“Security was the number-one factor for me in choosing a school,” explained one of the mothers I met late last winter at a Montessori preschool in an affluent suburb of Salt Lake City. A quality-control expert at a dietary-supplement company, the woman said she vividly remembers the jolt of horror she felt when she first learned of the Columbine massacre in 1999. So when the time came to send her child to preschool, she selected one that markets itself not only as creative, caring, and nurturing, but also as particularly security-conscious.
To get the front door of the school to open, visitors had to be positively ID’d by a fingerprint-recognition system. In the foyer, a bank of monitors showed a live feed of the activity in every classroom. After drop-off, many parents would spend 15 minutes to half an hour staring at the screens, making sure their children were being treated well by their teachers and classmates. Many of the moms and dads had requested Internet access to the images, but the school had balked, fearing that online sexual predators would be able to hack into the video stream. All of the classroom doors had state-of-the-art lockdown features, and all of the teachers had access to long-distance bee spray—which, in the case of an emergency, they were instructed to fire off at the eyes of intruders. The playground was surrounded by a high concrete wall, which crimped the kids’ views of the majestic Wasatch Mountains. The imposing front walls, facing out onto a busy road, were similarly designed to stop predators from peering into the classrooms.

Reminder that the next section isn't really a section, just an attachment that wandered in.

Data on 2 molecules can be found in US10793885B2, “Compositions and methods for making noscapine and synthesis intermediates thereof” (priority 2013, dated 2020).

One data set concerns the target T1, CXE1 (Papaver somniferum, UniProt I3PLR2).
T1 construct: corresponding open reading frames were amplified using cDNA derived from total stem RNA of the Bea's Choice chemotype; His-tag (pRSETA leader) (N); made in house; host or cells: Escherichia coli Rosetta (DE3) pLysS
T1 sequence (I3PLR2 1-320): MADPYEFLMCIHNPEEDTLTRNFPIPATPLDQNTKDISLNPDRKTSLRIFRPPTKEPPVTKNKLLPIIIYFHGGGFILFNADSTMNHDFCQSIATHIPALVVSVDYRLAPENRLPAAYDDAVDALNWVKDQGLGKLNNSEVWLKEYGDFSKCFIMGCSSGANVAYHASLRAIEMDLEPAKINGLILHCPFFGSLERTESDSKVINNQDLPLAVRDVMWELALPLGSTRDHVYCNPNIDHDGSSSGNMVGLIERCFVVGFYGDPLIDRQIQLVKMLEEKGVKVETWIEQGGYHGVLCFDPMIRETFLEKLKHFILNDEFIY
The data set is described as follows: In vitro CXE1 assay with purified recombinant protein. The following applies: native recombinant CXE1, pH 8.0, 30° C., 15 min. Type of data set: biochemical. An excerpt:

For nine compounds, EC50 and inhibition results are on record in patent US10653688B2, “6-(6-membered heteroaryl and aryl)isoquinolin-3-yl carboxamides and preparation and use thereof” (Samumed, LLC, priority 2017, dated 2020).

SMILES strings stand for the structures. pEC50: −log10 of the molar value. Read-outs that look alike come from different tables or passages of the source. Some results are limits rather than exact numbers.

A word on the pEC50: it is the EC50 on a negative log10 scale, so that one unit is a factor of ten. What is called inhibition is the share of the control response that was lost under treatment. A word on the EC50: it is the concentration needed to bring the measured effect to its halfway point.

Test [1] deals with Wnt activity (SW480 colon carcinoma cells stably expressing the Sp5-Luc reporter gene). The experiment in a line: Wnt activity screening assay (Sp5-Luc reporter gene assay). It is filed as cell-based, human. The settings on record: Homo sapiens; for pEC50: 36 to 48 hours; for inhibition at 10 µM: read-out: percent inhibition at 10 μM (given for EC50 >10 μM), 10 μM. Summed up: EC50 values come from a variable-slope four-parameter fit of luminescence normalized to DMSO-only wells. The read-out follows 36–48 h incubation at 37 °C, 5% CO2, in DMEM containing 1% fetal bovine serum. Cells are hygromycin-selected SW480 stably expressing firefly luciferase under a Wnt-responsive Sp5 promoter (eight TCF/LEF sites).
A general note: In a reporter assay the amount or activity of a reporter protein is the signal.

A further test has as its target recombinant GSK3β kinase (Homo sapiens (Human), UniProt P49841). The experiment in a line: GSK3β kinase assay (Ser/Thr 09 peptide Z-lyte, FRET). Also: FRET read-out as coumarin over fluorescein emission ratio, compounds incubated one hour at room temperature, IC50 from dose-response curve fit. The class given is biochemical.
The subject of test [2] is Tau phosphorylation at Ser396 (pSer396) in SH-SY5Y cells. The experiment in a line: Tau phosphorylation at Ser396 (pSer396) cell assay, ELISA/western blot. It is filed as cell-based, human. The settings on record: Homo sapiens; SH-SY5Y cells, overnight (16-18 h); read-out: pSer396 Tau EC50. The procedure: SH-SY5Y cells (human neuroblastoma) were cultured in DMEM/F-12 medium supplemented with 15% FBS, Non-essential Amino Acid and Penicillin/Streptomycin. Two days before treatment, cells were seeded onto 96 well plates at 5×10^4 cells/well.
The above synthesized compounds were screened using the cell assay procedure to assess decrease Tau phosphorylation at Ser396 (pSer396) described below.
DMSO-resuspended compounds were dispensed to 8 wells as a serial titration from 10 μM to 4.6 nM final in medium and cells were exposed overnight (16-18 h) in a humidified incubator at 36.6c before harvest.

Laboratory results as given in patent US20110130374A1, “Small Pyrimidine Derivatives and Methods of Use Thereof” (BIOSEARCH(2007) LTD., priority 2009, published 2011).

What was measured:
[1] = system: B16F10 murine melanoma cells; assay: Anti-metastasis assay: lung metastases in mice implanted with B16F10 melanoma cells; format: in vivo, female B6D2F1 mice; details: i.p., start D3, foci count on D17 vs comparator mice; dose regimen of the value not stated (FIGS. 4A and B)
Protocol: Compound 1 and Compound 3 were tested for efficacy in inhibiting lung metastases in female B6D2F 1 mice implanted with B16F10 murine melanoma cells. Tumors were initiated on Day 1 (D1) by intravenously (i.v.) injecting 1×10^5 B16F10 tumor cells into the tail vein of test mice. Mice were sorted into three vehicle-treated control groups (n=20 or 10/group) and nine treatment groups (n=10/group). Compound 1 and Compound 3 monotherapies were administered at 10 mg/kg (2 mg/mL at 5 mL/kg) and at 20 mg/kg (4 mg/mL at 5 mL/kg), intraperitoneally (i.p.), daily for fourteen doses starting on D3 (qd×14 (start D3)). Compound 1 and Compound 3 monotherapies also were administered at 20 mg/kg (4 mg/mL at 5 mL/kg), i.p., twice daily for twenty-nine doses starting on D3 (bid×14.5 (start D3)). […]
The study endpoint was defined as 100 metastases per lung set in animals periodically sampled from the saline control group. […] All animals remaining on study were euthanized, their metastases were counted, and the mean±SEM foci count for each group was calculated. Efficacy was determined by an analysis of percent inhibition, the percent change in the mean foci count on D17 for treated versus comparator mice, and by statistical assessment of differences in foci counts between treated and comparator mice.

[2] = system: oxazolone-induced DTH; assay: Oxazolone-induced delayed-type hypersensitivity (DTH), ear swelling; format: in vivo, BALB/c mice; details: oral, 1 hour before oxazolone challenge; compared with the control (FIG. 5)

“I fear a gunman walking into my child’s school and gunning up the place,” the mother continued. (I have withheld her name, and that of the school, upon request.) “And I fear someone walking onto the playground and swiping a kid. And I fear an employee of the school damaging my child. These things happen more commonly than people expect.”
Actually, they don’t. Despite the excruciating angst suffered by this woman and so many other parents, school violence is a rarity in America. According to the National Center for Education Statistics, 34 children in the United States were murdered while in school during the 1992–93 school year. From 2008 to 2013, the most recent years for which the NCES provides data, the average annual figure was 19. In recent decades, the numbers have waxed and waned, hitting 34 again in 1997–98 and going as low as 11 in 2010–11. Generally, the trend has been downward.
If one adds the deaths of teachers and other staff, as well as suicides by students during the school day, the numbers go up, of course. In the 20-year period covered by the NCES data, 2006–7 was the deadliest, with 63 violent deaths occurring in America’s schools. That is unquestionably 63 too many violent deaths, and for the families directly affected by the killings, it represents unfathomable—and inextinguishable—anguish.
But it isn’t quite the national epidemic that one might picture based on the vast media coverage these killings receive. In fact, far more children and young adults are killed on the impoverished streets of America’s large cities every year. By several orders of magnitude, far more kids die each year in car crashes or drowning accidents—or from asthma. And far more young lives are lost to a host of other diseases closely correlated with poverty.